Spotting an ugly duckling in a desirable neighborhood isn’t difficult—but precious few can envision the swan that will emerge after an extensive renovation. The bird in question is in Chevy Chase, Maryland, and its original configuration was an architectural puzzle—a conglomeration of styles that included the characteristics of a rambler combined with classical elements like dentils under the eaves. “We wanted a modern house,” says the homeowner. “Our previous house in Bethesda was a center-hall Colonial and very traditional.”
The owner, an attorney, and his wife hired Fernando Zúñiga-Pflücker of Baltimore-based plan Z architects to design a renovation that would update the circa-1960s house, transforming its traditional interiors and giving it greater openness and visual consistency within the original footprint. They tapped Finecraft Contractors; both firms had worked on previous remodeling projects with the owner. “They told us they wanted to give the house an exterior facelift and create a modern look,” says Finecraft principal George Papaheraklis. They also wished to convert the attic into a real second floor for the master bedroom suite.
The house is built on a downward slope, so the ground-floor rooms are elevated at the back. “The house had good bones but a very peculiar layout. It didn’t really fit into any design scheme,” Zúñiga-Pflücker recalls. To open up the floor plan, he removed most of the interior walls. On the main floor, the front entry provides a direct line to the living room past a staircase to the second floor. The living room adjoins a light-filled, open-plan kitchen/dining area/family room where a vaulted ceiling—borrowed from the attic—is clad in tongue-in-groove wood panels. New windows are carved into what used to be attic walls.
In the living room, Papaheraklis was tasked with replacing the traditional fireplace surround with a clean-lined, modern version made from a single slab of marble. “We wanted it to look monolithic, with no visible seams,” he says. Once the slab was selected, the builder cut a three-sided section out of the middle and adhered it to the wall as one piece.
The formal dining room became a cozy library where wainscoting and floral wallpaper have been replaced with built-in cabinetry. The closed-in staircase now boasts wider treads and a steel-cable bannister that kept the contractors on their toes. “All those parts had to be ordered separately and you have to be very exact to make it fit,” explains Papaheraklis.
The kitchen was expanded to occupy an elevated porch that once overlooked the backyard. Rockville-based Elite Kitchens helped design the layout, in which white, Shaker-style cabinetry combines with gray granite counters and KitchenAid appliances. Although Zúñiga-Pflücker usually dislikes kitchen islands, he likes the way this one works. “Many times the island turns into something you have to walk around,” he observes. “This island is minimal but effective.”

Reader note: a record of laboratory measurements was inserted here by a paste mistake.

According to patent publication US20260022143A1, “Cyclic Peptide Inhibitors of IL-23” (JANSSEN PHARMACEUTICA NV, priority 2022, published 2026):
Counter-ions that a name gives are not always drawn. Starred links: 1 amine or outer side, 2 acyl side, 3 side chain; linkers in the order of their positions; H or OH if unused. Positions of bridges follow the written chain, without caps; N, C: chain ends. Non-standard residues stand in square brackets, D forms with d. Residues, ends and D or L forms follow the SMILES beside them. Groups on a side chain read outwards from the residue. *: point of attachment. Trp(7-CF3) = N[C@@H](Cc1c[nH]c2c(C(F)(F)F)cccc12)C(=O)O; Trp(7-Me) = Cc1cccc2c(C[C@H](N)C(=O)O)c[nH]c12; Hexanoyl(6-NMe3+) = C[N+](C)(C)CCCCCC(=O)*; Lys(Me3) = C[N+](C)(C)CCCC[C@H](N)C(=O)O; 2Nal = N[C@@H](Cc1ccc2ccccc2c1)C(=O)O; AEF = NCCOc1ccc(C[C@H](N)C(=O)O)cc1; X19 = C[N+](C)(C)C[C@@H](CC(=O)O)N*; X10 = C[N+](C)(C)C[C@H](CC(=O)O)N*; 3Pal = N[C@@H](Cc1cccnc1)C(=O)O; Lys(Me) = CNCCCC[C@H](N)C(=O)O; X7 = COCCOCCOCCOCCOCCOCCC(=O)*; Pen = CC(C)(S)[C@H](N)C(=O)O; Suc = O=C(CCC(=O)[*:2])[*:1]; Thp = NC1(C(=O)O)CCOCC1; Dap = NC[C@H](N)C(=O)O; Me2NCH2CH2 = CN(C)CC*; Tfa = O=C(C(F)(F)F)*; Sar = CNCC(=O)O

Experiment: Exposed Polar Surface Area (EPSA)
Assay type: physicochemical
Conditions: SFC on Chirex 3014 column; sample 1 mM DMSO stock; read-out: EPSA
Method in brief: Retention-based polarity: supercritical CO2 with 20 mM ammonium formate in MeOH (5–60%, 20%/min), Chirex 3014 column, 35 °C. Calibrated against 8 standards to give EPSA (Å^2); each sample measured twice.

In order to create a full-height second floor, Papaheraklis and his team raised portions of the roof significantly and gutted the space to accommodate a spare bedroom as well as the master suite, complete with a covered balcony at the front of the house. The upstairs hallway overlooks the kitchen/family room; two ground-floor bedrooms have been converted to home offices.
The owners can also enjoy the views from an elevated outdoor deck that wraps around the chimney at the back of the house; it’s accessible from the living room through French doors. “That was my wife’s idea,” says the homeowner. “It gave us an easier transition to the outdoors.”
Although the home looks compact from the street, it stretches to more than 4,000 square feet and has grown from four bedrooms to five. At the front, overhangs above the entry and balcony are accented with pine boards stained a warm honey color. Brick exterior walls have been painted a rich cream color. The owners extended the modern aesthetic with clean-lined, contemporary pieces sourced by Janice Kanter of Theodores in Upper Georgetown. Red oak floors throughout are stained a dark, mahogany hue.
After a year of construction, the renovation was completed in May 2013. Everybody on the design team is happy with results that transformed a series of poorly laid-out rooms into a design that defines good flow. “I love the openness, “says Zúñiga-Pflücker. “The spaces just open up to you.”
Writer Scott Sowers is based in Washington, DC. Randy Hill is a Washington, DC, photographer.
RENOVATION ARCHITECTURE: FERNANDO ZUNIGA-PFLUCKER, AIA, plan Z architects, Baltimore, Maryland. RENOVATION CONSTRUCTION: GEORGE PAPAHERAKLIS, Finecraft Contractors, Inc., Gaithersburg, Maryland.